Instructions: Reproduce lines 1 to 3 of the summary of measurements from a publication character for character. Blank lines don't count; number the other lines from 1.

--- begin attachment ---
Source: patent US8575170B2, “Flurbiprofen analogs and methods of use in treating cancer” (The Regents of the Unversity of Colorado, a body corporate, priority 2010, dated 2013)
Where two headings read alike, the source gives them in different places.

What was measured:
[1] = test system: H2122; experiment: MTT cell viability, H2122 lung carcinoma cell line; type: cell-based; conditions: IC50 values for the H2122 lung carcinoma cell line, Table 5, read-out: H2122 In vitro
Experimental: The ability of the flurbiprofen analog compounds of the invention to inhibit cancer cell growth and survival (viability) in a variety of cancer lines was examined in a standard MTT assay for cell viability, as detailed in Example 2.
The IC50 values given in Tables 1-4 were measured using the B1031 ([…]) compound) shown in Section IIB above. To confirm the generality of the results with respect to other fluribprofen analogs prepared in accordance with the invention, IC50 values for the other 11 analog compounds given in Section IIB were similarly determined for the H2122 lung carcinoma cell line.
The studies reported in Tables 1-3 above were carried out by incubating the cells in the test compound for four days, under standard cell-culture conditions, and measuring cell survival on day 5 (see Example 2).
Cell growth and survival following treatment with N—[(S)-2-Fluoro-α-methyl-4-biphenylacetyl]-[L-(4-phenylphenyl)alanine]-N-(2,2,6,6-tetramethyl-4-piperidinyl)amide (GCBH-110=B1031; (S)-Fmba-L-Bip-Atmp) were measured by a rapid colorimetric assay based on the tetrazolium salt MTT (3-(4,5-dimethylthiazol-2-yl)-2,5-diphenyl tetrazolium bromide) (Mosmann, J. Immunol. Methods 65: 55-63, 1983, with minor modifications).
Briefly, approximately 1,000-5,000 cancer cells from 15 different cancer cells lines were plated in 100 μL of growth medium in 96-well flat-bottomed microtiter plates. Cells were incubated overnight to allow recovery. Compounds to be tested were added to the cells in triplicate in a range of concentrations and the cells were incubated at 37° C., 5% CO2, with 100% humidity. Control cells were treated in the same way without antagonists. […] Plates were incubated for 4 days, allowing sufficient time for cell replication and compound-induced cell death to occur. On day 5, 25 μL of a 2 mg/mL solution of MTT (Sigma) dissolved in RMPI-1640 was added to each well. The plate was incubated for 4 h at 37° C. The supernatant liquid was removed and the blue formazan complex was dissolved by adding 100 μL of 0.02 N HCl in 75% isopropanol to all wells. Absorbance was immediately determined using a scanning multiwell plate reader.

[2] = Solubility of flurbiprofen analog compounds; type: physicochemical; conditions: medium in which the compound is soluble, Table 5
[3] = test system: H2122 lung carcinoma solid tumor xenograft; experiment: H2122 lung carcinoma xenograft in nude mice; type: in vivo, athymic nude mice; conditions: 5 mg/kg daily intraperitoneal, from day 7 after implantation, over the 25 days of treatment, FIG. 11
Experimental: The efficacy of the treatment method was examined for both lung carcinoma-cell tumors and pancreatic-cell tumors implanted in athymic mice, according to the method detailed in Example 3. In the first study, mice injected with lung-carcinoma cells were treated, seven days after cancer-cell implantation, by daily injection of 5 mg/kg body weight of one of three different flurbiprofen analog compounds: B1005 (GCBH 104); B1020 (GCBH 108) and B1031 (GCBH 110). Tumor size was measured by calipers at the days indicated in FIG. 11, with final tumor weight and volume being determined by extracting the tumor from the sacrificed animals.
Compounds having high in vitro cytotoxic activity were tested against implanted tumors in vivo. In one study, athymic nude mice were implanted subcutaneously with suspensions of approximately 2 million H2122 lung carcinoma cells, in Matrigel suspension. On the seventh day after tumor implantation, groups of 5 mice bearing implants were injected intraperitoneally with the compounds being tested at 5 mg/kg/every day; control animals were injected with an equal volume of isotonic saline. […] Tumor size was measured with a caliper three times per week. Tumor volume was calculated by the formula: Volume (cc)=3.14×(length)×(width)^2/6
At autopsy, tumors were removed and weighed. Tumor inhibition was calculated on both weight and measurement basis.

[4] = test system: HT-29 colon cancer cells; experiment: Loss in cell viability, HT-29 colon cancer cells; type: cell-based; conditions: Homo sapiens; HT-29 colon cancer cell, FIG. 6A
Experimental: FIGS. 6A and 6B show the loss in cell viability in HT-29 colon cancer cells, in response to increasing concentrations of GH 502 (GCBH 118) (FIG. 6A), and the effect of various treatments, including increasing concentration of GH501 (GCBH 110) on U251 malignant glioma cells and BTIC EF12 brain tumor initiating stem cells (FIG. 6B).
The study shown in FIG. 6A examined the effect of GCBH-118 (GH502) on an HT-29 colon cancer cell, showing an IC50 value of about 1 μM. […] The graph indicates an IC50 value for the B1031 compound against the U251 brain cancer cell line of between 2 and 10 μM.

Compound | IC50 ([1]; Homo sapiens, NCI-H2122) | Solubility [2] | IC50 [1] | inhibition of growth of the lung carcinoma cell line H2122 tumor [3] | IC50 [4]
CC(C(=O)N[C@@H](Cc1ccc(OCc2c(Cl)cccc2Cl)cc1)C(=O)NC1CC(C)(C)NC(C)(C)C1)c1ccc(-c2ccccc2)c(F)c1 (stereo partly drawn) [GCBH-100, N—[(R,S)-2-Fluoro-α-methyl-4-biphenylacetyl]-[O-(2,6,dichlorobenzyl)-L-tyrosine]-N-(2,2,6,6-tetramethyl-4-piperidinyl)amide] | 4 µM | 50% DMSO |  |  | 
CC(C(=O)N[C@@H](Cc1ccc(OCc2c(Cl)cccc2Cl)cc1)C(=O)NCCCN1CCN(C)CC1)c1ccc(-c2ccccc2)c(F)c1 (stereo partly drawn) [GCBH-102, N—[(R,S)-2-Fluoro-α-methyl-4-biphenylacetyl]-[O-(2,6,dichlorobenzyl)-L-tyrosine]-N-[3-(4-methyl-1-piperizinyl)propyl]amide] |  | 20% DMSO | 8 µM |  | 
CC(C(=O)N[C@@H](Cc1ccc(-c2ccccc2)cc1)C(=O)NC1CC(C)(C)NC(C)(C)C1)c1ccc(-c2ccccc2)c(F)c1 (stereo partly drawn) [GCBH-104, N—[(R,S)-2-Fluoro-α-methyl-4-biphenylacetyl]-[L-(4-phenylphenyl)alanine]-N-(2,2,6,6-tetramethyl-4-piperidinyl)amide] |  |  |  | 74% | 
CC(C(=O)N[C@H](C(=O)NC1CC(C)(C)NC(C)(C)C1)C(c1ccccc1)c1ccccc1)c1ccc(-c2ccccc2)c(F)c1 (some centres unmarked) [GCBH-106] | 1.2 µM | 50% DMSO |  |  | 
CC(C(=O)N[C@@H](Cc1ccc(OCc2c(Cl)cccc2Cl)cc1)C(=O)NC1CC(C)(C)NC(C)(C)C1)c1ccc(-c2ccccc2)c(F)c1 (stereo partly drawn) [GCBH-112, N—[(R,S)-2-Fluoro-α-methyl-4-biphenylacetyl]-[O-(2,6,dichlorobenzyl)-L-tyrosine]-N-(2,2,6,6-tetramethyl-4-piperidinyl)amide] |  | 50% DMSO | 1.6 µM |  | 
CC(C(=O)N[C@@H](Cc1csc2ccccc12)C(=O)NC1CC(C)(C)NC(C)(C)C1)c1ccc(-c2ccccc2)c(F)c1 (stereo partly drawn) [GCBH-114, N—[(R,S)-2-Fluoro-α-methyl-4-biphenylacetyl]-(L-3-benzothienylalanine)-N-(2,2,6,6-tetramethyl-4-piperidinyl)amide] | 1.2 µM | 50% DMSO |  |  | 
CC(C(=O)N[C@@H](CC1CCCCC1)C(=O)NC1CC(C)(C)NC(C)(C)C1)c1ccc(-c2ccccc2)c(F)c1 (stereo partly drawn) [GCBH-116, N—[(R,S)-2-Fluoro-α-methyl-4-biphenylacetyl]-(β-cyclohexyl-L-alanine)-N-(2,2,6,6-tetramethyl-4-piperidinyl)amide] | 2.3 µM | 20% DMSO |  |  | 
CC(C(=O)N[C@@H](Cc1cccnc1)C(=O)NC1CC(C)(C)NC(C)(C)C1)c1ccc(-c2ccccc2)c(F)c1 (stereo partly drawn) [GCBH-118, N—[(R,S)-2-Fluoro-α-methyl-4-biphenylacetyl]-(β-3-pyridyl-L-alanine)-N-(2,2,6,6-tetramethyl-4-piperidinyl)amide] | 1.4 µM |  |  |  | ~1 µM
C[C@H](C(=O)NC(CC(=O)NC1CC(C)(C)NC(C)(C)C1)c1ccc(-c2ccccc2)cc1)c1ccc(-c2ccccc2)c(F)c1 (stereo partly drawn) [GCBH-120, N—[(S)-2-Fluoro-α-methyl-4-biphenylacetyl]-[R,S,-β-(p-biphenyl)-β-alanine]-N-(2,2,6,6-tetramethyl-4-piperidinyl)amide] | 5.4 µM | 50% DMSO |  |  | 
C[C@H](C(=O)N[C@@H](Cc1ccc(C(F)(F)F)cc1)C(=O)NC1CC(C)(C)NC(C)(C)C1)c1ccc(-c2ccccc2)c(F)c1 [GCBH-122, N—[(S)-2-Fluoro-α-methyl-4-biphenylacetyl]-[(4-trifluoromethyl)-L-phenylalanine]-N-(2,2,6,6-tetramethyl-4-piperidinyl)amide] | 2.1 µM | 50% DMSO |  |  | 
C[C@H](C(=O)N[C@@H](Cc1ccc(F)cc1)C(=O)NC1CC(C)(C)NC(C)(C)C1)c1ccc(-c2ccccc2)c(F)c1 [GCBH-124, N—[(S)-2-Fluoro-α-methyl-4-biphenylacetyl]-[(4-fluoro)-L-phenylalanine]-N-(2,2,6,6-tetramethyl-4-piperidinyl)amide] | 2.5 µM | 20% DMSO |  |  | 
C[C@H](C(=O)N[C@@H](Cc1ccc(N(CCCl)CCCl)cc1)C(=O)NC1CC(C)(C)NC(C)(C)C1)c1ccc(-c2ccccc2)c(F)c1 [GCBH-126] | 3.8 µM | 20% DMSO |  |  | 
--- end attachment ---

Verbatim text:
Source: patent US8575170B2, “Flurbiprofen analogs and methods of use in treating cancer” (The Regents of the Unversity of Colorado, a body corporate, priority 2010, dated 2013)
Where two headings read alike, the source gives them in different places.

What was measured: